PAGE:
EVERYDAY, for the past five years or so, whenever I’d head out of our three-story apartment building’s tiny gate in a rush, I’d try not to slam into the neighbor’s maroon van parked on the street, along our sidewalk. I honestly don’t know who even owns it, but it’s always been sitting there, that I eventually used it as a landmark for delivery riders (“Kuya, so and so address, x colored gate, with a maroony-brand van parked outside”).
But it’s not just this van that blocks our gateway; there’s usually a line of other parked vehicles outside my other neighbors’ homes and apartments as well. And when that happens, we all have to walk along the sidewalk until the very end of that line of vehicles, just to get out to the main road to either hail a tricycle or cab, or, in my case, wait for my Grab car.
Under the 18th Congress, Senator Sherwin Gatchalian filed Senate Bill 368, or the Proof-of-Parking Space Act, which forces a car buyer to execute an affidavit to prove that he has a garage or a leased parking space before he is able to register his vehicle at the Land Transportation Office. Suffice to say, that bill was not passed, only reaching a second hearing in the Senate. Gatchalian ought to revive this bill.
Fortunately last August, former House Speaker and Marinduque Rep. Lord Allan Velasco filed House Bill 31, or the No Garage, No Registration Act. What Gatchalian’s proposed legislation lacked, Velasco’s bill provides, such as stiff penalties for the vehicle owner and LTO officer who processed the registration despite the presentation of fake documents showing proof of parking space. Among the penalties are a fine of P50,000 and the suspension of the car owner from registering his vehicle for three years. The LTO officer who colluded with the vehicle owner will be suspended from his office for three months, without pay.
Velasco’s bill likewise enjoined citizens to report illegally parked vehicles to government authorities.
This time, I hope Velasco’s bill is passed; we just have way too many vehicles in the metropolis, most of them contributing to our worsening air quality. Pulmonologists will be able attest to the increasing number of Filipinos now suffering from adult-onset asthma due to the poor quality of the air we breathe. To be honest, I am one of them. I don’t smoke (well, not anymore for the longest time), have never had asthma as a child, but now suffer from the pulmonary condition. But I do understand the need for a vehicle to move about, of course. You can leave your home (or office) on your own time, having enough space for family or friends, and taking along the daily junk you need to operate at optimal conditions everyday. I’d probably own one if I liked driving and didn’t feel that taking care of my car, paying for its registration and renewing my license, or looking for a parking space were too much of a nuisance.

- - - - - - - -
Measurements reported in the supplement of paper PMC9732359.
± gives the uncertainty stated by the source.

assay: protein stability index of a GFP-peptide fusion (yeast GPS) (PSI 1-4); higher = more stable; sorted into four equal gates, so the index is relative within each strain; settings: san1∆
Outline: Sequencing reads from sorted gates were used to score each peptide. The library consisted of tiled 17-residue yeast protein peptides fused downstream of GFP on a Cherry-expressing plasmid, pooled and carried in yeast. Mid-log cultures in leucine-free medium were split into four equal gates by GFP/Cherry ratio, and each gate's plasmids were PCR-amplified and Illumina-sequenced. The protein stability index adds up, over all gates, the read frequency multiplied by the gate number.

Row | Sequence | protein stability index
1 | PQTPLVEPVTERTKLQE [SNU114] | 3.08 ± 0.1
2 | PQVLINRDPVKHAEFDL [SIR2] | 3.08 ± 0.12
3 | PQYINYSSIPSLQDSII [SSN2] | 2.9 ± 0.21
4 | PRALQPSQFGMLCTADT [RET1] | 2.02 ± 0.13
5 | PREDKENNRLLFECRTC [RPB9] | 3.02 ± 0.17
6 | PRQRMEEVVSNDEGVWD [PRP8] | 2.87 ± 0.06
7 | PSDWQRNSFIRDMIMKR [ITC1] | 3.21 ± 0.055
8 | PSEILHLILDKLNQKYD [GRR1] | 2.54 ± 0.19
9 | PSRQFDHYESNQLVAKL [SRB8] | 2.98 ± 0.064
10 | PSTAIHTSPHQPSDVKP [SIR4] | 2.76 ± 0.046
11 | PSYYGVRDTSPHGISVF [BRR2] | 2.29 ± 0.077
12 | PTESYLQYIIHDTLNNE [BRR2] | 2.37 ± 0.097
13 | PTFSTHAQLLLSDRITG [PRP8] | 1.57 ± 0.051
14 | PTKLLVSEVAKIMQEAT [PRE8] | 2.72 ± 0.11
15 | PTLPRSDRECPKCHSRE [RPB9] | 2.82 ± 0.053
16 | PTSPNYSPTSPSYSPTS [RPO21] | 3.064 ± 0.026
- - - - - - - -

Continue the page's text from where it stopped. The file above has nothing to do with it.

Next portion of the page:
Owning a motor vehicle these days has become almost a necessity considering the state of our public transport system. Why suffer the agony of waiting in queues for hours just to squeeze into an MRT train or a public bus, sniffing all sorts of earthly aromas emanating from fellow passengers or listening to one-sided conversations of people on their mobile phones, when you can sit it out in traffic, cooled by your car’s airconditioning system, listening to your favorite tunes or chatting with your carpooling friends?
But just because it’s more convenient for you to own a vehicle, it doesn’t mean it’s convenient to your neighbors, especially if you don’t have a garage. It’s bad enough that many car owners don’t even bother to ask permission from their neighbors to allow them to park in front of the latter’s gates or driveways. (There was even a time when my neighbor thought it a brilliant move to drive up half of his van and park this right on my sidewalk, with the other half on the road. It was during the pandemic that our barangay officials decided to impose the one-side parking system. I suppose Mr. Genius thought that by keeping half of his van on the sidewalk, this didn’t constitute a full parking space on the road and wasn’t in violation of the barangay’s rule.)
While Velasco tries to reclaim our roads, Pangasinan Rep. Ramon Juico is also trying to reclaim our sidewalks as he filed last August House Bill No. 1252, or the proposed Unobstructed Sidewalks Act. I don’t know how far along this proposed legislation has gone, but I look forward to its passage as well.
You see, I’ve been on a semi-semi health kick since December, working on my steps, and supplementing this with my yoga practice at home. But in striving to reach my 10,000-steps target every other day, I have to walk along our barangay’s roads, always in danger of being mowed down by passing vehicles, because our sidewalks host benches, potted plants, cast-off tires, parked motorbikes, and even extended garages.
Juico’s bill prohibits “activities that obstruct the free passage of people on sidewalks, unless otherwise authorized by law,” and proposes penalties from P10,000 to P30,000, or imprisonment of six months to a year for violators. Local officials who also don’t implement the measure has to answer administrative charges under the Local Government Code and fined anywhere between P100,000 and P500,000.
Good neighborly conduct shouldn’t be legislated. We should treat everyone in our community in the same manner we want to be treated. It’s all about respecting each other’s personal spaces, asking our neighbor’s permission to if we need to encroach on their space, or apologizing if our actions violate said spaces, and addressing issues with our neighbor directly and discussing these matters in a peaceful, adult manner.